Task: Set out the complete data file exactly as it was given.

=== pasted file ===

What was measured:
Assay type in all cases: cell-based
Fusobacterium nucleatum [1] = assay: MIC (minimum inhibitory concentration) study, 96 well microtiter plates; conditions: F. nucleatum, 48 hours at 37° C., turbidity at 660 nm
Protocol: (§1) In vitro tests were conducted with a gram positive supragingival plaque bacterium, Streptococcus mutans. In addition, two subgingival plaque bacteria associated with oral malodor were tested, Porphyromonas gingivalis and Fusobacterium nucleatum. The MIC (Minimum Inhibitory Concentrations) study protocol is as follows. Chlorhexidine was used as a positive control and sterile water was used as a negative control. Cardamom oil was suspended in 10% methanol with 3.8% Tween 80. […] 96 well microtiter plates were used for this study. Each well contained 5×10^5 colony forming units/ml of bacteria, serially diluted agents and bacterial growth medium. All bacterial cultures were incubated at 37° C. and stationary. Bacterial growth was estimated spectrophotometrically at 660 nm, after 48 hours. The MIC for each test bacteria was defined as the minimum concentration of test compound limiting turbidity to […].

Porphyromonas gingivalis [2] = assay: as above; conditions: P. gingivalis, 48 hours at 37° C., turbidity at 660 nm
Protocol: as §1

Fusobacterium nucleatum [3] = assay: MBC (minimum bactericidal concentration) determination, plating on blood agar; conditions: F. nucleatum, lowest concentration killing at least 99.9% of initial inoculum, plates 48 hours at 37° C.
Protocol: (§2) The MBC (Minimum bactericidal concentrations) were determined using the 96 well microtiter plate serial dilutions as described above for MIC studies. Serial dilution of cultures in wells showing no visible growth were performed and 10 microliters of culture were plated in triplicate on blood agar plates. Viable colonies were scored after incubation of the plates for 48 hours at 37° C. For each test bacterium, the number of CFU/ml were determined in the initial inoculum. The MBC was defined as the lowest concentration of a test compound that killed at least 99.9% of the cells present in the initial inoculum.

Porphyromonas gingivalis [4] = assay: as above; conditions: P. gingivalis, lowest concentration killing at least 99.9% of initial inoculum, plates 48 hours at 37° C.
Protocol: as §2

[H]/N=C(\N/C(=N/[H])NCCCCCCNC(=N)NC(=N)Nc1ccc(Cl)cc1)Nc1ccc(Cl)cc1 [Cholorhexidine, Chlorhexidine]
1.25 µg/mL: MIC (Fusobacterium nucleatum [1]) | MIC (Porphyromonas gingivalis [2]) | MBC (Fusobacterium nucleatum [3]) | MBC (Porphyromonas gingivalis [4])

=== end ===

What was measured:
Assay type in all cases: cell-based
Fusobacterium nucleatum [1] = assay: MIC (minimum inhibitory concentration) study, 96 well microtiter plates; conditions: F. nucleatum, 48 hours at 37° C., turbidity at 660 nm
Protocol: (§1) In vitro tests were conducted with a gram positive supragingival plaque bacterium, Streptococcus mutans. In addition, two subgingival plaque bacteria associated with oral malodor were tested, Porphyromonas gingivalis and Fusobacterium nucleatum. The MIC (Minimum Inhibitory Concentrations) study protocol is as follows. Chlorhexidine was used as a positive control and sterile water was used as a negative control. Cardamom oil was suspended in 10% methanol with 3.8% Tween 80. […] 96 well microtiter plates were used for this study. Each well contained 5×10^5 colony forming units/ml of bacteria, serially diluted agents and bacterial growth medium. All bacterial cultures were incubated at 37° C. and stationary. Bacterial growth was estimated spectrophotometrically at 660 nm, after 48 hours. The MIC for each test bacteria was defined as the minimum concentration of test compound limiting turbidity to […].

Porphyromonas gingivalis [2] = assay: as above; conditions: P. gingivalis, 48 hours at 37° C., turbidity at 660 nm
Protocol: as §1

Fusobacterium nucleatum [3] = assay: MBC (minimum bactericidal concentration) determination, plating on blood agar; conditions: F. nucleatum, lowest concentration killing at least 99.9% of initial inoculum, plates 48 hours at 37° C.
Protocol: (§2) The MBC (Minimum bactericidal concentrations) were determined using the 96 well microtiter plate serial dilutions as described above for MIC studies. Serial dilution of cultures in wells showing no visible growth were performed and 10 microliters of culture were plated in triplicate on blood agar plates. Viable colonies were scored after incubation of the plates for 48 hours at 37° C. For each test bacterium, the number of CFU/ml were determined in the initial inoculum. The MBC was defined as the lowest concentration of a test compound that killed at least 99.9% of the cells present in the initial inoculum.

Porphyromonas gingivalis [4] = assay: as above; conditions: P. gingivalis, lowest concentration killing at least 99.9% of initial inoculum, plates 48 hours at 37° C.
Protocol: as §2

[H]/N=C(\N/C(=N/[H])NCCCCCCNC(=N)NC(=N)Nc1ccc(Cl)cc1)Nc1ccc(Cl)cc1 [Cholorhexidine, Chlorhexidine]
1.25 µg/mL: MIC (Fusobacterium nucleatum [1]) | MIC (Porphyromonas gingivalis [2]) | MBC (Fusobacterium nucleatum [3]) | MBC (Porphyromonas gingivalis [4])